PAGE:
Saturday, January 21, 2006

Wehnus Wehntrust (Address Space Layout Randomization)

The other day someone sent me a link to www.wehntrust.com, made by a company called Wehnus.
as its web site states, it is a "Host-based Instrustion Prevention System (HIPS) that
provides secure buffer overflow exploitation countermeasures." [..]
[..] "WenhTrust implements Address Space Randomization (ASLR) for Windows".
There are two versions available, one for commercial user and one for home users.
Both versions have different features:


Home version features:



  • Randomized Image Files (DLLs, EXEs with relocations)
  • Randomized Memory Allocations (Stack, Heap, etc)
  • Randomized PEB/TEB
  • Application and Image File Randomization Exemptions

Commercial Version features:

  • Same feature set as the home user version
  • Native event logging when exploitation occurs
  • Balloon tip notifications when an exploit is detected
  • SEH overwrite prevention
  • Format string vulnerability prevention
  • Stack overflow detection
  • Brute force detection and prevention
This product looks very nice so I installed it on my home computer and so far
I did not have any stability problems. I did some tests
quick tests, this is not intented to be a full review of the product, just me
playing around for 2 minutes with the product:

The Randomized Memory Allocations seem to be working fine, sample program:

void main()
{
char *p;
int i;
unsigned int espvalue;

_asm { mov [espvalue], esp }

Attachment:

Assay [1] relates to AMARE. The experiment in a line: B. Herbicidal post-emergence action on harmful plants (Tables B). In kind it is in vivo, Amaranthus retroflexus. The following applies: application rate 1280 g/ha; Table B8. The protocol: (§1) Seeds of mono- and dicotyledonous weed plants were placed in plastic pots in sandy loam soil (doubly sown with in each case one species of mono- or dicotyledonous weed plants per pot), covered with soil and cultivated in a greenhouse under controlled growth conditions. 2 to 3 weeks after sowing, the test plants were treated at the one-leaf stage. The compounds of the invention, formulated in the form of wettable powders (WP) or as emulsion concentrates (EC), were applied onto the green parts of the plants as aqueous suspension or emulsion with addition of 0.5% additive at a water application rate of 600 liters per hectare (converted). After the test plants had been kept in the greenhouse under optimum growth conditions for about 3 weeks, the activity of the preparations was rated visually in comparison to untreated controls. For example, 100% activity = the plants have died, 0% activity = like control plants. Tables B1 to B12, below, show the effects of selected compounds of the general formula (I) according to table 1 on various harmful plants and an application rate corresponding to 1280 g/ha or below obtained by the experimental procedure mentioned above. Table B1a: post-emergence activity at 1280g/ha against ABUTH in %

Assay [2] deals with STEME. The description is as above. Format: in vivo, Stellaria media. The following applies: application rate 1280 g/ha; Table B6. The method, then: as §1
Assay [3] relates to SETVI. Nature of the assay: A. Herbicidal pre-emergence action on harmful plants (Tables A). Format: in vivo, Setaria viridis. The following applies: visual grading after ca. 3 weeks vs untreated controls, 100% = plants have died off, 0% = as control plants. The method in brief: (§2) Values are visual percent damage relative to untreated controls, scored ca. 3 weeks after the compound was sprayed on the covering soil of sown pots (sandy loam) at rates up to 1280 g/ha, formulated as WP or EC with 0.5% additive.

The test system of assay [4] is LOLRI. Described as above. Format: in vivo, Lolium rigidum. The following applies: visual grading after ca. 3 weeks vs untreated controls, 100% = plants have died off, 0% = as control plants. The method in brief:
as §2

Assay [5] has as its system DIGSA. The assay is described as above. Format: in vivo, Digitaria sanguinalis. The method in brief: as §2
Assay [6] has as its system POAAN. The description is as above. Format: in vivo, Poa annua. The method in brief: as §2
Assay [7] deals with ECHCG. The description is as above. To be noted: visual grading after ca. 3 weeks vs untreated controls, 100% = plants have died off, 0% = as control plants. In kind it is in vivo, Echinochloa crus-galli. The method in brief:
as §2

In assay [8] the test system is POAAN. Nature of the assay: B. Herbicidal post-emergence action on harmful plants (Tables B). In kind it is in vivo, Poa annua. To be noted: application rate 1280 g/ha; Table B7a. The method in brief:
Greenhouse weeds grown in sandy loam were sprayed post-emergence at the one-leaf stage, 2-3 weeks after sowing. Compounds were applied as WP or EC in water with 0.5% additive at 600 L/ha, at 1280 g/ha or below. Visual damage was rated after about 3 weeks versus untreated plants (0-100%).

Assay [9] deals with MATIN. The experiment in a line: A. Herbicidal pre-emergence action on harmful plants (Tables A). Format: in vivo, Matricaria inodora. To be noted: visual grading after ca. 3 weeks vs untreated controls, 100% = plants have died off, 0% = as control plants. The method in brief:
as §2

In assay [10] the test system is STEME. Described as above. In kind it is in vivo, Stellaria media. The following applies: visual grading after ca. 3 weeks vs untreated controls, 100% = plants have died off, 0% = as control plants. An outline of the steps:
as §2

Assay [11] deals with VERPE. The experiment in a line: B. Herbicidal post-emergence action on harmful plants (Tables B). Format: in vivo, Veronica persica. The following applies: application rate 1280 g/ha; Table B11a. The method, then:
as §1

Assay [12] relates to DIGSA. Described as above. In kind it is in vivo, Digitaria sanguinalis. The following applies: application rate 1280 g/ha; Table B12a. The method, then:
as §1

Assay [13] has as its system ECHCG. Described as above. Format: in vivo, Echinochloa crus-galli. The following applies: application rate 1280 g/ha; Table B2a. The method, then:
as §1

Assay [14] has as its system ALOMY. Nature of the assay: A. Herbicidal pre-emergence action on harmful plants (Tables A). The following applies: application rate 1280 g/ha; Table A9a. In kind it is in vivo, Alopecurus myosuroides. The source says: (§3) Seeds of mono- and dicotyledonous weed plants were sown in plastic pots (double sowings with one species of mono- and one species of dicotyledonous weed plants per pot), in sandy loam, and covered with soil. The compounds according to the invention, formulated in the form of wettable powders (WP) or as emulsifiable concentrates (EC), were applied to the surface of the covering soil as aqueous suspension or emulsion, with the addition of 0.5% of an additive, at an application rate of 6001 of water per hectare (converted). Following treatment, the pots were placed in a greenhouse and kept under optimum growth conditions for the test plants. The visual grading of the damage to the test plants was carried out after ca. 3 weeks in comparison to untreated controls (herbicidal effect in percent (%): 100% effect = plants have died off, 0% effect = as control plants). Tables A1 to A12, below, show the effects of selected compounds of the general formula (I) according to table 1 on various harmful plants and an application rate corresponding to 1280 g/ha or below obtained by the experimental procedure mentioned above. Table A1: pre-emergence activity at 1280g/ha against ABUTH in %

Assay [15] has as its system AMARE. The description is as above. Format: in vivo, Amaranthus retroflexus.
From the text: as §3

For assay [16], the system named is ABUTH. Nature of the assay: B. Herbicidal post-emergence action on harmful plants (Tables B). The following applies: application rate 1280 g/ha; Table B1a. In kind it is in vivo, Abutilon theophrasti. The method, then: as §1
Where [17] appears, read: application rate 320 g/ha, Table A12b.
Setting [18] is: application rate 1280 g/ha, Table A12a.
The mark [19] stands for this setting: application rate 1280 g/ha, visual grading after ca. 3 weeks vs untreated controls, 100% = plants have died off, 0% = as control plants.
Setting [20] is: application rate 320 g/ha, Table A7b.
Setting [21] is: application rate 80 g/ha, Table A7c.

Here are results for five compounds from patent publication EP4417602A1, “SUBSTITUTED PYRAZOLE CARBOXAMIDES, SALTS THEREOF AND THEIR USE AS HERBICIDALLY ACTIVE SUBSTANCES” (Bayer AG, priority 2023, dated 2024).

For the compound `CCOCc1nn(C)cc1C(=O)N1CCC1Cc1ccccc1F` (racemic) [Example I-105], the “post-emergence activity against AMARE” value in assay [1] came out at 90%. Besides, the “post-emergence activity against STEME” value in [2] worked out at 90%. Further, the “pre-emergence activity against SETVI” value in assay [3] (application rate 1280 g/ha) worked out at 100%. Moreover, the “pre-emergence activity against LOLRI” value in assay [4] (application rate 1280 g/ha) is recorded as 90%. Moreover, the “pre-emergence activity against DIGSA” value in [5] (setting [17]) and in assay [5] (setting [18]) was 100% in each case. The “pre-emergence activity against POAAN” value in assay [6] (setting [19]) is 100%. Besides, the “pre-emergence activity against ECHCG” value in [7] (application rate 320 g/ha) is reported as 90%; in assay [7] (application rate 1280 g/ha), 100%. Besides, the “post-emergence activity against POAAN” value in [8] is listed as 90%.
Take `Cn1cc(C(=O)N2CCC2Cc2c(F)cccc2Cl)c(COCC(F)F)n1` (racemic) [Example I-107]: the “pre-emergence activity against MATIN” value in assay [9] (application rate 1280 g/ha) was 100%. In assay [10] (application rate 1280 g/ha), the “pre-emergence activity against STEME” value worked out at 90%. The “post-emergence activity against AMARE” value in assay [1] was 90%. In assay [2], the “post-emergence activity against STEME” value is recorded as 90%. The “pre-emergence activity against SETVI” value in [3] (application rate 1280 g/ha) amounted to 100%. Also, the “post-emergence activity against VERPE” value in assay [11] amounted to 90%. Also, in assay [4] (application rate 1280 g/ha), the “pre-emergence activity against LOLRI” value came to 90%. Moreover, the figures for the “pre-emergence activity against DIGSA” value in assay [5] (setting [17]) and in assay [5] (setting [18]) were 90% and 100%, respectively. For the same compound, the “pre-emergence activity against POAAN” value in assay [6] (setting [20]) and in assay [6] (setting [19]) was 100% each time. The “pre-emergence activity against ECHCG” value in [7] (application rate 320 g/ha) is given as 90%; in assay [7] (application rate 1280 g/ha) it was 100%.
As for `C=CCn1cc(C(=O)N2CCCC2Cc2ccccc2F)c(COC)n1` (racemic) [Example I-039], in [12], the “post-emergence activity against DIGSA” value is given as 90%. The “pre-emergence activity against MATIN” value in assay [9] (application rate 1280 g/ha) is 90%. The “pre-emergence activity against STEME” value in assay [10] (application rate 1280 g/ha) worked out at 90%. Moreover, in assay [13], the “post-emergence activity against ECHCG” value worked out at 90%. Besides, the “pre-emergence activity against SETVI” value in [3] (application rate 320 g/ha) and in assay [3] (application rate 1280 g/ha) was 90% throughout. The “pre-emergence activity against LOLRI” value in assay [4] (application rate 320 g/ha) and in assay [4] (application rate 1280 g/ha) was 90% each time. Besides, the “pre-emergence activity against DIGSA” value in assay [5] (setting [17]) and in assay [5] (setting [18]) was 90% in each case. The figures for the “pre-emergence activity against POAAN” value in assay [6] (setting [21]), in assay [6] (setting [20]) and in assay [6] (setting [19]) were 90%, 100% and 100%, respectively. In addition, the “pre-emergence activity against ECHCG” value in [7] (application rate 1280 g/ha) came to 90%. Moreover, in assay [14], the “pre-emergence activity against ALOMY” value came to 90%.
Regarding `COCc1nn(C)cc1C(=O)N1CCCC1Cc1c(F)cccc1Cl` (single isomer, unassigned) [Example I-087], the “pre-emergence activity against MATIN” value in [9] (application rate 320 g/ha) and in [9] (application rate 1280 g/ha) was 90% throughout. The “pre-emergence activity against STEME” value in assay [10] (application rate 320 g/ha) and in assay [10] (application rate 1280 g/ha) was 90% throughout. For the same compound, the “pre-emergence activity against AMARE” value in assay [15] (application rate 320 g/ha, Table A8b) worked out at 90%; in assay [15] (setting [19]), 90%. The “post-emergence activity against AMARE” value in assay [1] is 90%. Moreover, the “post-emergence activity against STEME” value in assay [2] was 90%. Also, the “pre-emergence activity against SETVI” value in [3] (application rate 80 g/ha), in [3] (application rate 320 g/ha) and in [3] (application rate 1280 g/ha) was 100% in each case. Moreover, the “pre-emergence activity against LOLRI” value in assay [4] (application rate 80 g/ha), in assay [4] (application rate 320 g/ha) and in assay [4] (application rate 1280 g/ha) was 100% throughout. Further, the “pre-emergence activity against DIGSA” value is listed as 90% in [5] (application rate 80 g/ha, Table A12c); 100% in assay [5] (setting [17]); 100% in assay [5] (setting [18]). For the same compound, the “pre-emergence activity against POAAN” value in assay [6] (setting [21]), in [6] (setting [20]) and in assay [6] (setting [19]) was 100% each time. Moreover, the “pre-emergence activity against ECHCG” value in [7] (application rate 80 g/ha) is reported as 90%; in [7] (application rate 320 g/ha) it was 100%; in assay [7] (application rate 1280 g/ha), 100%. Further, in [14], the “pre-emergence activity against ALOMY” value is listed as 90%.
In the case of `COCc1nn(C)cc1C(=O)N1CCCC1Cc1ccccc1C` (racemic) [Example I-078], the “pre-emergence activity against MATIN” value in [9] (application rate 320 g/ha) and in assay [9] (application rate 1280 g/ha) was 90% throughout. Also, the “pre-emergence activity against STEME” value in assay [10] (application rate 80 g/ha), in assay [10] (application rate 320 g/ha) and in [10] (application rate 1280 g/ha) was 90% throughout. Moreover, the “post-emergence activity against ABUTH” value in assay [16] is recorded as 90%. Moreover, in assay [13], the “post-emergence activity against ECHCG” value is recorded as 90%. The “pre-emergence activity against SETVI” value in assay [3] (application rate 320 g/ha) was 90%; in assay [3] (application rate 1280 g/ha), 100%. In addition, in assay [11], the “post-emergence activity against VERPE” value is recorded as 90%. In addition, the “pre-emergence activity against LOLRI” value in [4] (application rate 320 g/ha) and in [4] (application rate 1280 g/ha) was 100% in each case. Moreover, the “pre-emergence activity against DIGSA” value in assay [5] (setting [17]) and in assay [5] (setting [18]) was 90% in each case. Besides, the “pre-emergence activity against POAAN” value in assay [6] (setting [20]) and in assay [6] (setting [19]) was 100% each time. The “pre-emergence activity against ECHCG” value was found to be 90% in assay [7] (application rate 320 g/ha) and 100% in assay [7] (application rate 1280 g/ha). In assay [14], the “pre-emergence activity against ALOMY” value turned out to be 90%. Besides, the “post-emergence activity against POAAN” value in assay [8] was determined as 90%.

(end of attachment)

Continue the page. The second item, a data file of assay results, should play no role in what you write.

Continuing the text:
printf("esp: %X\n", espvalue);

for ( i = 0; i < 7; i++) {
p = malloc(2000);
printf("%p\n", p);

}
}


Output:



C:\tmp>test
esp: 5708FED8
572F0758
572F0758
572F0758
572F0758
572F0758
572F0758
572F0758

C:\tmp>test
esp: 372CFED8
37510758
37510758
37510758
37510758
37510758
37510758
37510758

C:\tmp>test
esp: 4151FED8
41790758
41790758
41790758
41790758
41790758
41790758
41790758

C:\tmp>test
esp: 48CDFED8
48F70758
48F70758
48F70758
48F70758
48F70758
48F70758
48F70758

C:\tmp>


This was tested on a WinXP SP2. Running the test without wehntrust shows
the same addresses on every execution (for both esp and heap address).
I did not test PEB randomization because it is already done in XP SP2 and I
didn't care much for it anyways. You can observe that how randomization
is performed is pretty clear.


To test the "Randomized Image Files (DLLs, EXEs with relocations)" feature
I wrote this simple program:


void main()
{
printf("%x\n", LoadLibrary("kernel32.dll"));
printf("%x\n", LoadLibrary("ntdll.dll"));
printf("%x\n", LoadLibrary("advapi32.dll"));
printf("%x\n", LoadLibrary("wsock32.dll"));
printf("%x\n", GetModuleHandle(NULL));
}

Output:


C:\tmp>test3
1b0a0000
1ac30000
1b230000
1ddd0000
400000

C:\tmp>test3
1b0a0000
1ac30000
1b230000
1ddd0000
400000

C:\tmp>test3
1b0a0000
1ac30000
1b230000
1ddd0000
400000


The product documentation says it only randomizes PE files with relocations, and my
PE file (as almost any regular EXE PE file) does not have relocation info, so
getting 400000 for GetModuleHandle(NULL) is expected. For the other dlls, the
address shown is in fact not the default one for the dlls, but as you can see,
the address does not change on a per execution basis.

3 comments:

deft said...

Wehnus was coded by skape from metasploit/uninformed.org. Pretty nifty app. Only had issues when used in conjunction with Norton for some reason, although that may be fixed now.

--deft () thunkers ! net

Cachimaster said...

Sure that app can't relocate a system dll in use. Try some custom dll, and add some "freeLibrary" calls

hernan said...

yes, but the great thing would be to relocate ALL dlls. If you don't realocate all DLLs one can always look for a "jmp reg" or sthg in the DLL that has a fixed address (e.g: wsock32.dll); what defeats the idea of having random address for dlls in the first place. It is still useful to have 'some' dlls relocated, but the best thing would be for all dlls to be relocated on every execution. (relocation on a per-boot basis is also not very good (althoug it might be good enough sometimes and is better than nothing), because you can use some memory leak bug to get the info you want (address of dll), or if it is not a one-shot vulnerability you can do some brute-forcing).